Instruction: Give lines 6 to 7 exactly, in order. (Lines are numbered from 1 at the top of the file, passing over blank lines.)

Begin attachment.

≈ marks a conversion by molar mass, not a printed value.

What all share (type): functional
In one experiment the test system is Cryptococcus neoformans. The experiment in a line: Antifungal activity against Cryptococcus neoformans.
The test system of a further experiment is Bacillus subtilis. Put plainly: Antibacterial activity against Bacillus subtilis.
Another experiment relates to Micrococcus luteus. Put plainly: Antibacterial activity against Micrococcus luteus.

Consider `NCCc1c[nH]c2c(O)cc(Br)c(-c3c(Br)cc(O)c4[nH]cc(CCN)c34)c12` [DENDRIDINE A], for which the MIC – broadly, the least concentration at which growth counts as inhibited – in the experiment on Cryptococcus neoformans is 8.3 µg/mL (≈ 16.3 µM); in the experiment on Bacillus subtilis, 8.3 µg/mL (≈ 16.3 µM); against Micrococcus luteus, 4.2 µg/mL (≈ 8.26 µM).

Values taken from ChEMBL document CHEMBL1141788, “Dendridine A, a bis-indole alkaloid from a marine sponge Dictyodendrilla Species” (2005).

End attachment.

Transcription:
Consider `NCCc1c[nH]c2c(O)cc(Br)c(-c3c(Br)cc(O)c4[nH]cc(CCN)c34)c12` [DENDRIDINE A], for which the MIC – broadly, the least concentration at which growth counts as inhibited – in the experiment on Cryptococcus neoformans is 8.3 µg/mL (≈ 16.3 µM); in the experiment on Bacillus subtilis, 8.3 µg/mL (≈ 16.3 µM); against Micrococcus luteus, 4.2 µg/mL (≈ 8.26 µM).

Values taken from ChEMBL document CHEMBL1141788, “Dendridine A, a bis-indole alkaloid from a marine sponge Dictyodendrilla Species” (2005).